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Problems with dough on first Pizza

headruschheadrusch Posts: 13
So I attempted my first pizza last night.  Although it look like a child of Dr. Frankenstein, it tasted wonderful.  My main issue was with the dough.  I do not have a stand mixer so I had to mix the dough by hand.  Was very difficult to get the dough smooth and stretchy. Also after completing the dough and letting it sit, supposedly it was supposed to rise and grow in size by almost double. My dough did not change a bit, making it very difficult to roll out to make into a pizza.

Does anyone have any tips or tricks on methods to make dough by hand without a mixer?


  • Carolina QCarolina Q Posts: 12,720
    edited May 2014
    Try Lahey's no knead dough. 

    EDIT: As for the rising problem, you might have old/dead yeast. Try a new packet.

    As for the shape, taste has no shape. :) However, in order to form a round pizza, you need to start with a round dough ball. Here's how to do that...

    If you have refrigerated the dough, put it out on the counter (still covered) for two hours before shaping. It will be much easier to shape and stretch at room temp. Shape the dough like this (stop watching when he gets to the rolling pin part :) ). I've never used the semolina dip he demos at the beginning. I just dust with a little flour.

    Good luck!

    I hate it when I go to the kitchen for food and all I find are ingredients!


    Central Connecticut 

  • headruschheadrusch Posts: 13
    Yeah those definitely will help with forming the dough.  I think my issue came from the actual mixing of the dough.  I did not have NEARLY that amount of stretchiness in my dough.  Mine was a bit stiffer than that. I used the recipe on the BGE website, perhaps I did not use enough water? 
  • xiphoid007xiphoid007 Posts: 524
    If u want to make your own pizza dough then you need time and forearm muscles! It takes a lot of kneading to make the gluten that allows the pizza dough stretch without ripping. If u want to do it, this is how.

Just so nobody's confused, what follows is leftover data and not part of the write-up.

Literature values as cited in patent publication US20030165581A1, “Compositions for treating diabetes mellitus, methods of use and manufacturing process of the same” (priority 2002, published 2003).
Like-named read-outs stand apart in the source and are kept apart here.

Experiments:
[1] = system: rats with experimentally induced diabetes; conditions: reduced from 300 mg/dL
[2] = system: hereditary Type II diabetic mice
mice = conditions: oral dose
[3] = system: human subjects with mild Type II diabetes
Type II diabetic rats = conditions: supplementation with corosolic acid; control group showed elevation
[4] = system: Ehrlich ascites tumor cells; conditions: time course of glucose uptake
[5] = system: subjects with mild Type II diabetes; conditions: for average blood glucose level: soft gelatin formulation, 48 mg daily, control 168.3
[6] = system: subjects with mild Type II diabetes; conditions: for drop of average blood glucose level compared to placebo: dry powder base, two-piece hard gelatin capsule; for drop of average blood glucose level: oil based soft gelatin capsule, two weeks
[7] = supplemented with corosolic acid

Use the right flour! You need high protein bread flour. Look for the kind that says better for bread machines.

    Use good yeast. You want instant yeast. That's he kind you can add right to the dry ingredients without proofing. Keep it in the fridge or freezer. Yeast is a living organism, and if it dies, your dough will not rise.

    Mix mix your dough per the recipe, reserving about 1/2c of flour from the total. Slowly mix and knead until it just doesn't stick to the board. Try not to work in too much flour. Now let the dough rest for 10-15 min for the liquid to absorb. Cover with a clean towel.

    Now the fun. You have to knead the dough until the "baker's window" forms. To check for this, pull off a small ball of dough and flatten it out. Act like you're making a tiny little pizza. Stretch it out. If you can stretch it thin enough to see light through it, like a little window, without it tearing, you're done. If the dough tears first, you have more work to do. In my stand mixer this takes 15min. By hand it could take 30.

    You have 2 options from here.

    Option 1: let rise in a warm (not hot) dry place covered with plastic wrap so it doesn't dry out until it doubles. This will take 1-2 hrs. Knock out the air, form into balls depending on how big you want the individual pizzas, and set on the table covered again. Let rise a second time for another 30-60 min. Rock and roll!

    Option 2: place in an oiled bowl in the fridge and let rise overnight. Take out, punch down, portion. And let rise a second time for 2hrs. The dough needs to warm up, which is why this second rise is longer. Keep covered so it doesn't dry out. Rock and roll!

    Real dough by hand is a big undertaking. I don't think I'd do it without a mixer, but that's me. If I were you I'd either get a mixer or buy fresh dough from a local pizzeria. It's just not worth the time for me to knead, but that's just me.

    Hope this helps and have fun! Homemade pizza on the grill is better than. Any other, and it is a blast to make with your kids/grandkids.

    I also like to use cornmeal to help the dough slide onto the stone. I also like the roasted flavor of the cornmeal with the pizza, but that's just my preference. You could just make on parchment too, but it find that just ignites on my grill!
    Pittsburgh, PA - 1 LBGE
  • Carolina QCarolina Q Posts: 12,720
    One thing you should always do is measure ingredients by weight, not volume. Especially the flour. It's easy to be WAY off if you just scoop it out of the bag. Even if the water amount was correct, if you had too much or too little flour, then the water amount (and everything else) would be wrong too. Any decent baking recipe will provide weights. If it doesn't, I'd find another recipe. You'll need a kitchen scale of course, but if you're going to be doing much baking, you'll want one anyway. I use mine for all kinds of stuff, not just baking.